Rule number four: We all have biases that sneak into our decision-making process — whether we recognize them or not. By creating objective measures of both the job and the candidate, we inoculate ourselves against those biases. Additionally, the natural behavioral drives and cognitive ability of individual candidates have been proven to be incredibly strong predictors of job performance. Having this information at your fingertips is a powerful tool for both hiring and inspiring your people to greatness. Spend a good portion of your interview time focusing on the alignment of values and beliefs rather than solely on technical details and experience.
Rule number five: Training & education — now that you have the right person in the right seat, train them and train them well. Ensure they know the company values, mission so they can make decisions on the spot to support the company values and goals.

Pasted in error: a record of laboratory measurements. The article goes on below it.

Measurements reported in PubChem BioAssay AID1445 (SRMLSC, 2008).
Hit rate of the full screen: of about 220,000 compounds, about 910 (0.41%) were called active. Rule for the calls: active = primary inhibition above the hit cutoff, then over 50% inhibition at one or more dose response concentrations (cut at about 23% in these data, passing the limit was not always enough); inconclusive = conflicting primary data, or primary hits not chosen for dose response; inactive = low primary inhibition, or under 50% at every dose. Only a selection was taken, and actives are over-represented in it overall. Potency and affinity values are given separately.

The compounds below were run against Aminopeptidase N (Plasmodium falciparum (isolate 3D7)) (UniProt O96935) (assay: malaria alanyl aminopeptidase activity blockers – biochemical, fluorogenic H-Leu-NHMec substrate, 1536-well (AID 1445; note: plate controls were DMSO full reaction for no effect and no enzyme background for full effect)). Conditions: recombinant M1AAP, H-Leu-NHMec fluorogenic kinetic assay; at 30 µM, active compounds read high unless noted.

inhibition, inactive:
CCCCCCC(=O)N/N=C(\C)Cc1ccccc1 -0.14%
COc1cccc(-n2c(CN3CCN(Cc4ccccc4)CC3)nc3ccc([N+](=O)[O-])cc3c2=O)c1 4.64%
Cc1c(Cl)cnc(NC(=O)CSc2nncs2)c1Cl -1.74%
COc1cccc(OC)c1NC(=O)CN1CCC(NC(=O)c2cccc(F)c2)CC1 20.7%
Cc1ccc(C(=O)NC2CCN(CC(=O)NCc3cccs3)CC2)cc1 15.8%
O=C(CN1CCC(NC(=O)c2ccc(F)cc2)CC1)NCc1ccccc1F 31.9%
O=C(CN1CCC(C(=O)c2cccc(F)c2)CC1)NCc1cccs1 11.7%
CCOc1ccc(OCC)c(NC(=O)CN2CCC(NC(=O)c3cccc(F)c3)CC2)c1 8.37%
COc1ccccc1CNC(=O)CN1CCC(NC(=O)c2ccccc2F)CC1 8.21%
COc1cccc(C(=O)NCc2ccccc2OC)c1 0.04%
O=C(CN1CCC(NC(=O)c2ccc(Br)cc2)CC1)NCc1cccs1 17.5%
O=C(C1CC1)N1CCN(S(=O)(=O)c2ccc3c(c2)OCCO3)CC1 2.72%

Are there a few things that can be done so that when a customer or client has a Wow! experience, they inspire others to reach out to you as well?
Like designing a company or a team with intent, design your plan for referral business in advance. When you deliver a WOW experience, have a plan ready and in place to ask for the referral, let your clients know that you value their referral and you want them to be fired-up by your service so they will tell their friends and associates. Know how you will show your appreciation and try to think outside the box. And remember that in many cases, offering a discount likely doesn’t support your mission or values.
You are a person of great influence. If you could start a movement that would bring the most amount of good to the most amount of people, what would that be? You never know what your idea can trigger. 🙂
Stop placing so much importance on a resume. Just because a person has been doing something specific doesn’t mean they like it; it doesn’t mean they are good at it nor does it mean they are wired for it.
How can our readers follow you on social media?
I can be found on LinkedIn at https://www.linkedin.com/in/leanmfg/ and you can sign up for our blog at https://www.straightline.consulting/blog-subscription
This was very inspiring. Thank you so much for joining us!